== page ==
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The use of scent-detection dogs



Domestic dogs (Canis familiaris) can detect substances at much lower concentrations than humans (Thorne, 1995) and their area of olfactory epithelium (18 to 150 cm2 ; Dodd and Squirrel, 1980, cited in Thorne, 1995) is much greater than that of humans (3 cm2; Albone, 1984). Dogs are used by humans to locate a range of substances because of their superior olfactory acuity. This paper reviews the use of scent-detection dogs to detect non-biological scents (explosives, chemical contaminants, illegal drugs) and biological scents (human odours, animal scents) and their role in conservation.
Focus Volume 58 (4) : April, 2005
Irish Veterinary Journal
CONTINUING EDUCATION Volume 59 (2) : February, 2006
Irish Veterinary Journal
Detection dogs for non-biological scents
Dogs trained to detect explosives and land mines are now the largest
group of working scent-detection dogs in the world (Gazit and Terkel,
2003). They are considered to be the most reliable, versatile and cost
efficient explosives-detectors (Furton and Myers, 2001; Lorenzo et al.,
2003). The ability of dogs to locate their target scents while ignoring
the many non-target scents encountered in their search environments
(e.g., airports) is claimed to be better than that of instruments (Furton
and Myers, 2001). There are over 100 million laid land mines around
the world. They block access to productive land, curb economic
growth, and kill and maim people (McLean, 2001). Mine-detection
dogs search for buried land mines and are used to confirm that areas
are free from mines (Phelan and Webb, 2003). They are trained to
detect the explosive chemicals in land mines but also to recognise the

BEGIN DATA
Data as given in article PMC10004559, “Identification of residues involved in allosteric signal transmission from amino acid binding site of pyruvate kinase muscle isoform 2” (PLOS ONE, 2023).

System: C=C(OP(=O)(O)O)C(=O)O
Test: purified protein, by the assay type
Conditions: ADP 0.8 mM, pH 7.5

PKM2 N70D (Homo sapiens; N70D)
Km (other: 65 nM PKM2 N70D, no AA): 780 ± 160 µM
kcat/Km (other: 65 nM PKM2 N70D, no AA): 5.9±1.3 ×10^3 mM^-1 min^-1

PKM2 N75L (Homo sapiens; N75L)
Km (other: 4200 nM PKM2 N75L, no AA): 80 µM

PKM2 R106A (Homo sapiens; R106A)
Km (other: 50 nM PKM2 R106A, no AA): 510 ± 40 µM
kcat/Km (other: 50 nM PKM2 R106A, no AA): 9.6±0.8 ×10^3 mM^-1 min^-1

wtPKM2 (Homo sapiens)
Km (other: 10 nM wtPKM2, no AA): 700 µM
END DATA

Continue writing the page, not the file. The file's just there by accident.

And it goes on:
scent of tripwires (Fjellanger, 2003; Hayter, 2003). Experts believe that
the detection abilities of land mine-detection dogs are superior to all
comparable methods (Bach and McLean, 2003).
Accelerant-detection dogs are trained to locate the residual scent of
flammable products used as accelerants by arsonists and to ignore
the smell of pyrolysis products such as burned carpet or wood (Katz
and Midkiff, 1998). Dogs find vestiges of accelerants at fire scenes
more quickly and precisely than humans (Kurz et al., 1994). When
dogs are used to locate accelerants, fewer samples from a scene
need to be submitted for analysis, and this improves the efficiency
of investigations and saves time and money (Tindall and Lothridge,
1995; Katz and Midkiff, 1998). Dogs can detect extremely low volumes
(5.0 to 0.005μL) of accelerants, levels which are at or beyond the
sensitivity of laboratory techniques and equipment (Kurz et al., 1994;
Tindall and Lothridge, 1995; Kurz et al., 1996).
Dogs can be trained to identify areas contaminated with hazardous
chemicals, such as toluene (Arner et al., 1986). They are capable
of locating very small (0.1g) quantities of these chemicals over
large distances where instruments have failed to detect them. This
improves human safety by identifying the outer limits of a polluted
area before dangerously high levels of toxins are encountered and
can determine point sources for more efficient sampling (Arner et al.,
1986). Organochlorine residues have been found in beef exports from
Australia and dogs are now used routinely to detect aldrin, dieldrin,
and DDT contamination on farmland. The level of contamination in
the soil can be very low (1 part per million and less) (Crook, 2000)
and trained dogs can identify point sources of organochlorines with
sensitivity levels of up to 99%. Using dogs saves time and reduces
the number of soil samples required to identify contaminated sites
(Crook, 2000).
Dogs are used by customs services to find illegal drugs including
cocaine, heroin, methamphetamine and marijuana (Lorenzo et al.,
2003) and are used routinely to screen the millions of people and
items crossing international borders through airports, seaports and
by post (Adams and Johnson, 1994; Rouhi, 1997). Drug-detection dogs
are also used by police and in schools and workplaces to detect and
deter the use and trading of illicit substances (Ritz, 1994).
Detection dogs for biological scents
Human scents
Dogs are able to identify an individual’s scent even when it is mixed
with the scent of another person or with other strong smelling
substances (Kalmus, 1955). Police in some countries use dogs to
identify criminals by matching the scent of a perpetrator at a crime
scene to the scent of a suspect. To some police forces this is the
The use of scent-detection dogs
Clare Browne1, Kevin Stafford2 and Robin Fordham1
1 Ecology Group, Institute of Natural Resources, Massey University, Palmerston North, New Zealand
2 Institute of Veterinary, Animal and Biomedical Sciences, Massey University, Palmerston North, New Zealand